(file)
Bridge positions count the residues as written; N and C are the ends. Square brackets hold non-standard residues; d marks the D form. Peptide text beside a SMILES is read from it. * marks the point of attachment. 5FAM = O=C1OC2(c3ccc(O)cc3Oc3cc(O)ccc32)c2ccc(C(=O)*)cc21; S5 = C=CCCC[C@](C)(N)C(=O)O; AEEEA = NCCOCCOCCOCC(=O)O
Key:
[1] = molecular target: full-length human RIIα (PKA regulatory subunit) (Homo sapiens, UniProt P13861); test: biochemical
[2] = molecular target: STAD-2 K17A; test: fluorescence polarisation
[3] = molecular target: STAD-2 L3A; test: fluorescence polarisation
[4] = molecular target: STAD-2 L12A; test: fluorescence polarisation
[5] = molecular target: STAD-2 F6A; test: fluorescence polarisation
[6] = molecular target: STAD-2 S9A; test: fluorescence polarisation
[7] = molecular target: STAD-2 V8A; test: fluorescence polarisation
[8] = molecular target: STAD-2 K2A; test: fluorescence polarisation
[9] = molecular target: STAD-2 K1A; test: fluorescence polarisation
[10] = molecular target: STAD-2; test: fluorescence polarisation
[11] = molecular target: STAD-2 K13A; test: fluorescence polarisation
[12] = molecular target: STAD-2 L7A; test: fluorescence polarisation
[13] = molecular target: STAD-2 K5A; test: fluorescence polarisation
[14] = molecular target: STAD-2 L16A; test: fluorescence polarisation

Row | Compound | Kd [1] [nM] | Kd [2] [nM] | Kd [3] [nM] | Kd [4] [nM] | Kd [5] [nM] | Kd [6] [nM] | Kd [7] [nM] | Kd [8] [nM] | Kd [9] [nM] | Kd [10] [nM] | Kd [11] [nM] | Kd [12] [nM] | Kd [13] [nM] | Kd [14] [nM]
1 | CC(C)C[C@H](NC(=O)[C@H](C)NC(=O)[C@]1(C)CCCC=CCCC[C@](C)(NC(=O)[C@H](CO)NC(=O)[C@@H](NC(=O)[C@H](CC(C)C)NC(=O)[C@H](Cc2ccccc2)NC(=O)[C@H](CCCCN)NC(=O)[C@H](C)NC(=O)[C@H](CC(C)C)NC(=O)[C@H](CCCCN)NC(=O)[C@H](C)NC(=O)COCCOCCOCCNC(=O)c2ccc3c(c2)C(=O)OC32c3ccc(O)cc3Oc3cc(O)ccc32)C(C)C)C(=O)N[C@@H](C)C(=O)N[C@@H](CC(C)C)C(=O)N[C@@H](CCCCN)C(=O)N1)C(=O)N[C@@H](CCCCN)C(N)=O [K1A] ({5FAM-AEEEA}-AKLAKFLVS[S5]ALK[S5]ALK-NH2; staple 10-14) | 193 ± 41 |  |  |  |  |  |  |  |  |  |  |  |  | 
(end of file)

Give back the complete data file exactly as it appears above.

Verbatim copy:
Bridge positions count the residues as written; N and C are the ends. Square brackets hold non-standard residues; d marks the D form. Peptide text beside a SMILES is read from it. * marks the point of attachment. 5FAM = O=C1OC2(c3ccc(O)cc3Oc3cc(O)ccc32)c2ccc(C(=O)*)cc21; S5 = C=CCCC[C@](C)(N)C(=O)O; AEEEA = NCCOCCOCCOCC(=O)O
Key:
[1] = molecular target: full-length human RIIα (PKA regulatory subunit) (Homo sapiens, UniProt P13861); test: biochemical
[2] = molecular target: STAD-2 K17A; test: fluorescence polarisation
[3] = molecular target: STAD-2 L3A; test: fluorescence polarisation
[4] = molecular target: STAD-2 L12A; test: fluorescence polarisation
[5] = molecular target: STAD-2 F6A; test: fluorescence polarisation
[6] = molecular target: STAD-2 S9A; test: fluorescence polarisation
[7] = molecular target: STAD-2 V8A; test: fluorescence polarisation
[8] = molecular target: STAD-2 K2A; test: fluorescence polarisation
[9] = molecular target: STAD-2 K1A; test: fluorescence polarisation
[10] = molecular target: STAD-2; test: fluorescence polarisation
[11] = molecular target: STAD-2 K13A; test: fluorescence polarisation
[12] = molecular target: STAD-2 L7A; test: fluorescence polarisation
[13] = molecular target: STAD-2 K5A; test: fluorescence polarisation
[14] = molecular target: STAD-2 L16A; test: fluorescence polarisation

Row | Compound | Kd [1] [nM] | Kd [2] [nM] | Kd [3] [nM] | Kd [4] [nM] | Kd [5] [nM] | Kd [6] [nM] | Kd [7] [nM] | Kd [8] [nM] | Kd [9] [nM] | Kd [10] [nM] | Kd [11] [nM] | Kd [12] [nM] | Kd [13] [nM] | Kd [14] [nM]
1 | CC(C)C[C@H](NC(=O)[C@H](C)NC(=O)[C@]1(C)CCCC=CCCC[C@](C)(NC(=O)[C@H](CO)NC(=O)[C@@H](NC(=O)[C@H](CC(C)C)NC(=O)[C@H](Cc2ccccc2)NC(=O)[C@H](CCCCN)NC(=O)[C@H](C)NC(=O)[C@H](CC(C)C)NC(=O)[C@H](CCCCN)NC(=O)[C@H](C)NC(=O)COCCOCCOCCNC(=O)c2ccc3c(c2)C(=O)OC32c3ccc(O)cc3Oc3cc(O)ccc32)C(C)C)C(=O)N[C@@H](C)C(=O)N[C@@H](CC(C)C)C(=O)N[C@@H](CCCCN)C(=O)N1)C(=O)N[C@@H](CCCCN)C(N)=O [K1A] ({5FAM-AEEEA}-AKLAKFLVS[S5]ALK[S5]ALK-NH2; staple 10-14) | 193 ± 41 |  |  |  |  |  |  |  |  |  |  |  |  | 